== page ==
Here’s just a small sample (with thanks to Scriber’s Editor-at-Large Sherry0.

…In more than a decade working on elections, audits and recounts across the country, I’ve never seen one this mismanaged.

I was stunned to see spinning conveyor wheels, whizzing hundreds of ballots past “counters,” who struggled to mark, on a tally sheet, each voter’s selection for the presidential and Senate races. They had only a few seconds to record what they saw. Occasionally, I saw a counter look up, realize they missed a ballot and then grab the wheel to stop it. This process sets them up to make so many mistakes, I kept thinking. Humans are terrible at tedious, repetitive tasks; we’re especially bad at counting. That’s why, in all the other audits I’ve seen, bipartisan teams follow a tallying method that allows for careful review and inspection of each ballot, followed by a verification process. I’d never seen an audit use contraptions to speed up the process.

The fourth reason [for flagging ballots] was folding. The auditors reasoned that only absentee voters would fold their ballots; an in-person, Election Day voter would take a flat ballot, mark it in the booth and submit it, perfectly pristine. I almost had to laugh: In my experience, voters will fold ballots every which way, no matter where they vote or what the ballot instructs them to do. Chalk it up to privacy concerns or individual quirks — but no experienced elections official would call that suspicious.

Audits are supposed to make us better. They are supposed to make our elections more secure and transparent — to strengthen the public’s trust in our democratic process. Maricopa County is known for having some of the best election practices in the country: Officials had already undertaken a hand-count audit and a forensic audit of their 2020 ballots and found no evidence of fraud. Now a group with no expertise, improvising procedures as they go, is sowing doubt about the outcome of a well-run election.

This is not an audit, and I don’t see how this can have a good outcome.

Cohen - 'Just the kind of guy Trump is' - will he turn on friends and family

In the HuffPost.com Michael Cohen Reveals When And How Trump Will Flip On His Own Family To Avoid Jail. Trump’s former attorney said they could all be getting “some orange jumpsuits” soon.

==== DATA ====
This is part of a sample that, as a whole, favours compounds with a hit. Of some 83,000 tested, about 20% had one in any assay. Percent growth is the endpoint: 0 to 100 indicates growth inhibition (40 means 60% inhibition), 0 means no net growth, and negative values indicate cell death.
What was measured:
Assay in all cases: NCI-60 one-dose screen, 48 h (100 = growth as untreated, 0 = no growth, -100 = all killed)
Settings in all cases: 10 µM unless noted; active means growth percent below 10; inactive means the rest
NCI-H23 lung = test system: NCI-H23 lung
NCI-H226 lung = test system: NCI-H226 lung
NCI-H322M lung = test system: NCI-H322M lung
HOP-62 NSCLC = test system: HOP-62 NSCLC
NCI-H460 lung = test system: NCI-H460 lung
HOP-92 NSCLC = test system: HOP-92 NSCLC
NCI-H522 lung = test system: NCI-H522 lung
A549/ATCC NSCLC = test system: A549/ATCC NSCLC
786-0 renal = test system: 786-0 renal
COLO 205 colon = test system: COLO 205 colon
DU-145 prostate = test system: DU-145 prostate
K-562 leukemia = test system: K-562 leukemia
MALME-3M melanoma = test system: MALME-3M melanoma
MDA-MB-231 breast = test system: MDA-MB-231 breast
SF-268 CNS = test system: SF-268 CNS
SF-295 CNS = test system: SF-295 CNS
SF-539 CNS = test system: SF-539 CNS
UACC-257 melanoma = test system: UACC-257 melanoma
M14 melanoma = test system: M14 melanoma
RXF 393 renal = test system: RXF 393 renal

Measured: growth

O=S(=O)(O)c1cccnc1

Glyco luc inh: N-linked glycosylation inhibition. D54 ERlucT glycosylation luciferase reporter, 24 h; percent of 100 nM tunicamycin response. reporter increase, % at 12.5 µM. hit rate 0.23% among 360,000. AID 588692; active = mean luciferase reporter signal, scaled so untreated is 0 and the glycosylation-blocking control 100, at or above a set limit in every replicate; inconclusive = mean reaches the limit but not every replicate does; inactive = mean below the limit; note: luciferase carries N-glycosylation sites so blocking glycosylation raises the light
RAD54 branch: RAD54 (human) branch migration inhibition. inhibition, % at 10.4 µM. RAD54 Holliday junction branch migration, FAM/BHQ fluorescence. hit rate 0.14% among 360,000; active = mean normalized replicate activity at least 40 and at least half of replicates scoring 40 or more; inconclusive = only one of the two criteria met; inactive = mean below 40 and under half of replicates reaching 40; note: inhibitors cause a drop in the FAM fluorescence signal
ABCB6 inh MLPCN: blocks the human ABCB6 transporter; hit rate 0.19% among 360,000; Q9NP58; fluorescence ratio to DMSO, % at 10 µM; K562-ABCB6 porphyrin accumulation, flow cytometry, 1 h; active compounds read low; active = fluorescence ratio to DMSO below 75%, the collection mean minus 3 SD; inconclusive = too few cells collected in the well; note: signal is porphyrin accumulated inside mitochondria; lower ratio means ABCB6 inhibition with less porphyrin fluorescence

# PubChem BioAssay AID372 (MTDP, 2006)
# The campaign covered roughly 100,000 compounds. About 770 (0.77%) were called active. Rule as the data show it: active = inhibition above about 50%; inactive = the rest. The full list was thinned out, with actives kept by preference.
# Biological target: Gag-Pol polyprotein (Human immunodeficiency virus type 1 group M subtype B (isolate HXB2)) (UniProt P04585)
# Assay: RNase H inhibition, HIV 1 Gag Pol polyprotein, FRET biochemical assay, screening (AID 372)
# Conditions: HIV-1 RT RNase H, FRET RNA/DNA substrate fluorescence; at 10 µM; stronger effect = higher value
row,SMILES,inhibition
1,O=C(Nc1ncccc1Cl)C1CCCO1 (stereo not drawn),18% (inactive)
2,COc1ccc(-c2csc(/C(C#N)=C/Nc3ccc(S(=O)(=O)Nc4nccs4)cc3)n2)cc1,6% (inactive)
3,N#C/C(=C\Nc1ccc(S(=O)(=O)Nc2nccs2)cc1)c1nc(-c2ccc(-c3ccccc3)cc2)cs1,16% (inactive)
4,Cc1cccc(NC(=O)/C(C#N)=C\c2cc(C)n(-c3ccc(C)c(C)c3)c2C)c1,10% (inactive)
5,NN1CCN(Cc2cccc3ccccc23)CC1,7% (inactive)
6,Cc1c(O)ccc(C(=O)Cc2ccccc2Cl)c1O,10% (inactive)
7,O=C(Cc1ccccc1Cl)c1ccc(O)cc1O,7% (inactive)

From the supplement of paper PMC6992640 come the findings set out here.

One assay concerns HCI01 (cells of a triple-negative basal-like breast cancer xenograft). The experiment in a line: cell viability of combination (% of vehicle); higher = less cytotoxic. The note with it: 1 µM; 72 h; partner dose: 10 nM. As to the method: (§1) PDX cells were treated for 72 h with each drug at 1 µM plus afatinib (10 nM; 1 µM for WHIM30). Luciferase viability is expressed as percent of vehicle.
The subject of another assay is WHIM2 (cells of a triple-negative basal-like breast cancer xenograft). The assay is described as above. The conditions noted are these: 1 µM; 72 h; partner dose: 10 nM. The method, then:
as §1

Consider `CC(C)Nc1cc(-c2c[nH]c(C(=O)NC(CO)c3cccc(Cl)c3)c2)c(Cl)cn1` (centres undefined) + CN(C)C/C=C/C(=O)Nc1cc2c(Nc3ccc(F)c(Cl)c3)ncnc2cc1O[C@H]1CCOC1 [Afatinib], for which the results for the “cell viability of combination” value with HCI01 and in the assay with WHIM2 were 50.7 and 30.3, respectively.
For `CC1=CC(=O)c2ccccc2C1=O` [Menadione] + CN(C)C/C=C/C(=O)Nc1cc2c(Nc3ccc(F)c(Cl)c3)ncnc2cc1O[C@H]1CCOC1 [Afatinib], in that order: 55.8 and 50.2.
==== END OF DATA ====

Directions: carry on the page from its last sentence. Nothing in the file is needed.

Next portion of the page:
Cohen spoke on MSNBC one day after it was revealed that the Trump Organization is now the subject of a criminal investigation by the New York attorney general.

From Axios.com:

Trump Organization CFO under criminal tax investigation.

The office of New York Attorney General Letitia James (D) announced on Tuesday a criminal investigation into the Trump Organization, working with the Manhattan district attorney’s office while also keeping open its civil inquiry into the company’s financial records.

The investigation is looking into potential bank, tax and insurance fraud.

Back to Cohen:

“I really believe that Donald Trump cares for only himself, and he realizes that his goose is cooked,” Cohen said.

And that means he’ll start looking for others to blame, he said.

First, he said, Trump will blame Trump Organization Chief Financial Officer Allen Weisselberg and others involved in his finances.

"It wasn’t me. It was Allen. It was my accountant. It was the appraiser,” Cohen said, mimicking a potential Trump argument. “It’s never Donald. See, this is the problem. It’s never, ever Donald Trump. It’s always somebody else.”

And when investigators start raising questions about Trump’s tax returns, he’s going to blame those closest to him.

“He’s going to turn on his accountant and point the finger,” Cohen predicted. “He’s going to say, ‘Don Jr. handled that, Ivanka handled that. Melania. Don’t take me. Take Melania.’ He’s going to tell them to take everyone except for himself. That’s just the kind of guy he is.”

Cohen worked for Trump for years until turning on him in 2018 and cooperating with investigators. He pleaded guilty to lying to Congress and campaign finance violations for arranging the hush-money payments from Trump to porn star Stormy Daniels and former Playboy model Karen McDougal.

Cohen was sentenced to three years in prison but was released into home confinement last year due to the coronavirus pandemic.

On Wednesday, he said some of the information he provided ― including taped conversations with Trump ― shows how closely the former president directed everything around him and his organization.

And that, he said, could land the Trump family in prison.

“I do have to say that my credibility, I believe, is going to end up getting Donald, Don Jr., Ivanka, Jared, Eric, Weisselberg, his kids, some orange jumpsuits,” he said.

GOP members of Congress wage war against a Jan 6 commission